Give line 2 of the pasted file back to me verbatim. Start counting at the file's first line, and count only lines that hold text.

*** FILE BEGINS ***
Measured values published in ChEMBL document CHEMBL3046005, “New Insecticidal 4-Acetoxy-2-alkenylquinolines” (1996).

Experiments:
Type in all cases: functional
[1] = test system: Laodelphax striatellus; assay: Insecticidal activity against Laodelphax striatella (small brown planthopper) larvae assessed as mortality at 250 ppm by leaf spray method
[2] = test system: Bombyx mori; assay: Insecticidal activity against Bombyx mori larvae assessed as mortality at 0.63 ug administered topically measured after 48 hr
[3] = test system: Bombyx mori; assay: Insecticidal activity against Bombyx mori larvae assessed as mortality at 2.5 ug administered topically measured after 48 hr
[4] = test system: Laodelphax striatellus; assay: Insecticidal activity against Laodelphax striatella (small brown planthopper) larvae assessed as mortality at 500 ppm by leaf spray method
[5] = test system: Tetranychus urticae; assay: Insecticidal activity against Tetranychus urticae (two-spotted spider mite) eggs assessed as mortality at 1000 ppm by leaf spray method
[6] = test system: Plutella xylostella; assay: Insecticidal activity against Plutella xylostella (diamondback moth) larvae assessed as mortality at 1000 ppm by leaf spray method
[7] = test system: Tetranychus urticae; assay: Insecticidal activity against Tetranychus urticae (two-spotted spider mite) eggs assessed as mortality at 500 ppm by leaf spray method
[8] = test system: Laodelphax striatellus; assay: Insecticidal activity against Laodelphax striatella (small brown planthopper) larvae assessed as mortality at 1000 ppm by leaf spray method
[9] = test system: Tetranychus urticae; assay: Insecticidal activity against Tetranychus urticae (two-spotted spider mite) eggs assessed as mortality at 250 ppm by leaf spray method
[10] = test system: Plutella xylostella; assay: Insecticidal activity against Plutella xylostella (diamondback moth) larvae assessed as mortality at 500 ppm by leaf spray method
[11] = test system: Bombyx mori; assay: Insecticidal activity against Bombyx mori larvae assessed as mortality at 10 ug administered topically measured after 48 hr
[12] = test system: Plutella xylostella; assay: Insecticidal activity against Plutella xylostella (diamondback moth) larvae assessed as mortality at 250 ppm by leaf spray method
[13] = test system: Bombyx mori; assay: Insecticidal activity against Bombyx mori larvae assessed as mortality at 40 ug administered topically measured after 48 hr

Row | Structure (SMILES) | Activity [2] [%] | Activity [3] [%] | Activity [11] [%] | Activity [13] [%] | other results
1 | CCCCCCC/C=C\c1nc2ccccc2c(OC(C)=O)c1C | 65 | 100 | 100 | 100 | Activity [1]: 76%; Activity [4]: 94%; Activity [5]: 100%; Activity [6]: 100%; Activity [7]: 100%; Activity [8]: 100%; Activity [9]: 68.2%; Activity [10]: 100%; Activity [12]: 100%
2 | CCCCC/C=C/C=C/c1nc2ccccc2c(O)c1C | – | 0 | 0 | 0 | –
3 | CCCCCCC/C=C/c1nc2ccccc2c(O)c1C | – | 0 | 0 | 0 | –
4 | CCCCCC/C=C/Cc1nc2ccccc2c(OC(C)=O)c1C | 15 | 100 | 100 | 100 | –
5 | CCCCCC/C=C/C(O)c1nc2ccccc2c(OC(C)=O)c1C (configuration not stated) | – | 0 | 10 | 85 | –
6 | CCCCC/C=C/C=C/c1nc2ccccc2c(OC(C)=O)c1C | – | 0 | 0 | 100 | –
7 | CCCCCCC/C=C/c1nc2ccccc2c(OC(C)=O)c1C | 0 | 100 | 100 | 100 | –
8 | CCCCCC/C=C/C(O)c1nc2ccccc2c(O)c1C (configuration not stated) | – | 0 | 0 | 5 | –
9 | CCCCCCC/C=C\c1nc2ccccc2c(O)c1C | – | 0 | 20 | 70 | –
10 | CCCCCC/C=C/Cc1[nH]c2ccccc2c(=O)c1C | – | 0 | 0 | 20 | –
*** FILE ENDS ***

Experiments: